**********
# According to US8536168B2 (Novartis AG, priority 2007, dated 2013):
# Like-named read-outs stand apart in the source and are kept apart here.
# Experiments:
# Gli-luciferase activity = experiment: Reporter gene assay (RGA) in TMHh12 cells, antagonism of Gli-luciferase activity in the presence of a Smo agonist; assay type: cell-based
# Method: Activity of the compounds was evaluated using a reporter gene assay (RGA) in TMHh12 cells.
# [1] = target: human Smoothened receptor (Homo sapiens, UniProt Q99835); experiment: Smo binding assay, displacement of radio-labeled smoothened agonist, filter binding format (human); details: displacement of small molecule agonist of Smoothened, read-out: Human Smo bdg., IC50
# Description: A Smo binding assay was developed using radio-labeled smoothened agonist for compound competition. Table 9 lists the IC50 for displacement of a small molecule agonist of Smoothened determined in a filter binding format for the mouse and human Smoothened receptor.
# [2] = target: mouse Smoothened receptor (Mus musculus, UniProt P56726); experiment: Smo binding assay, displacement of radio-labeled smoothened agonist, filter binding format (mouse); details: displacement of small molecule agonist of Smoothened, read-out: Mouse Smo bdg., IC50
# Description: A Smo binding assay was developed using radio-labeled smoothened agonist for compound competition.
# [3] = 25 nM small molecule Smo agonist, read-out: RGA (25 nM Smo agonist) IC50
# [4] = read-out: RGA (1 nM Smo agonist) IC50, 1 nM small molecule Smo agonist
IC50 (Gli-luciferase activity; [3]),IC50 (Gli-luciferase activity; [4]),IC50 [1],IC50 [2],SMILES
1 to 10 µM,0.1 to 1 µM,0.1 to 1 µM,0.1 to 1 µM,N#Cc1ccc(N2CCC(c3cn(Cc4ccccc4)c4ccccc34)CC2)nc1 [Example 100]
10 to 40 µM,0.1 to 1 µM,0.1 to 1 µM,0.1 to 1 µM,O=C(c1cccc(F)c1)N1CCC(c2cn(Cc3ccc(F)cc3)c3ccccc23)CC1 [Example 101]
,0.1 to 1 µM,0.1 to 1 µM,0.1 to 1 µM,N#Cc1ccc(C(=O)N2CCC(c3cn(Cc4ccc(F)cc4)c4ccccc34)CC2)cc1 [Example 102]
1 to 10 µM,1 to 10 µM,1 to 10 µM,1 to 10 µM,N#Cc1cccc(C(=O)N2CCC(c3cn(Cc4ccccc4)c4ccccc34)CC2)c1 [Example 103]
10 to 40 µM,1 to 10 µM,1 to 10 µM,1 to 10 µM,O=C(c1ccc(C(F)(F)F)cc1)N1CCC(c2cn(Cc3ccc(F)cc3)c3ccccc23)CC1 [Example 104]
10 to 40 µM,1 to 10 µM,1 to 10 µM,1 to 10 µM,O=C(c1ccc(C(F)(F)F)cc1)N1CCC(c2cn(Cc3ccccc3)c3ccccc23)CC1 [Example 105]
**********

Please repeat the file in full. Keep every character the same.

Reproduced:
# According to US8536168B2 (Novartis AG, priority 2007, dated 2013):
# Like-named read-outs stand apart in the source and are kept apart here.
# Experiments:
# Gli-luciferase activity = experiment: Reporter gene assay (RGA) in TMHh12 cells, antagonism of Gli-luciferase activity in the presence of a Smo agonist; assay type: cell-based
# Method: Activity of the compounds was evaluated using a reporter gene assay (RGA) in TMHh12 cells.
# [1] = target: human Smoothened receptor (Homo sapiens, UniProt Q99835); experiment: Smo binding assay, displacement of radio-labeled smoothened agonist, filter binding format (human); details: displacement of small molecule agonist of Smoothened, read-out: Human Smo bdg., IC50
# Description: A Smo binding assay was developed using radio-labeled smoothened agonist for compound competition. Table 9 lists the IC50 for displacement of a small molecule agonist of Smoothened determined in a filter binding format for the mouse and human Smoothened receptor.
# [2] = target: mouse Smoothened receptor (Mus musculus, UniProt P56726); experiment: Smo binding assay, displacement of radio-labeled smoothened agonist, filter binding format (mouse); details: displacement of small molecule agonist of Smoothened, read-out: Mouse Smo bdg., IC50
# Description: A Smo binding assay was developed using radio-labeled smoothened agonist for compound competition.
# [3] = 25 nM small molecule Smo agonist, read-out: RGA (25 nM Smo agonist) IC50
# [4] = read-out: RGA (1 nM Smo agonist) IC50, 1 nM small molecule Smo agonist
IC50 (Gli-luciferase activity; [3]),IC50 (Gli-luciferase activity; [4]),IC50 [1],IC50 [2],SMILES
1 to 10 µM,0.1 to 1 µM,0.1 to 1 µM,0.1 to 1 µM,N#Cc1ccc(N2CCC(c3cn(Cc4ccccc4)c4ccccc34)CC2)nc1 [Example 100]
10 to 40 µM,0.1 to 1 µM,0.1 to 1 µM,0.1 to 1 µM,O=C(c1cccc(F)c1)N1CCC(c2cn(Cc3ccc(F)cc3)c3ccccc23)CC1 [Example 101]
,0.1 to 1 µM,0.1 to 1 µM,0.1 to 1 µM,N#Cc1ccc(C(=O)N2CCC(c3cn(Cc4ccc(F)cc4)c4ccccc34)CC2)cc1 [Example 102]
1 to 10 µM,1 to 10 µM,1 to 10 µM,1 to 10 µM,N#Cc1cccc(C(=O)N2CCC(c3cn(Cc4ccccc4)c4ccccc34)CC2)c1 [Example 103]
10 to 40 µM,1 to 10 µM,1 to 10 µM,1 to 10 µM,O=C(c1ccc(C(F)(F)F)cc1)N1CCC(c2cn(Cc3ccc(F)cc3)c3ccccc23)CC1 [Example 104]
10 to 40 µM,1 to 10 µM,1 to 10 µM,1 to 10 µM,O=C(c1ccc(C(F)(F)F)cc1)N1CCC(c2cn(Cc3ccccc3)c3ccccc23)CC1 [Example 105]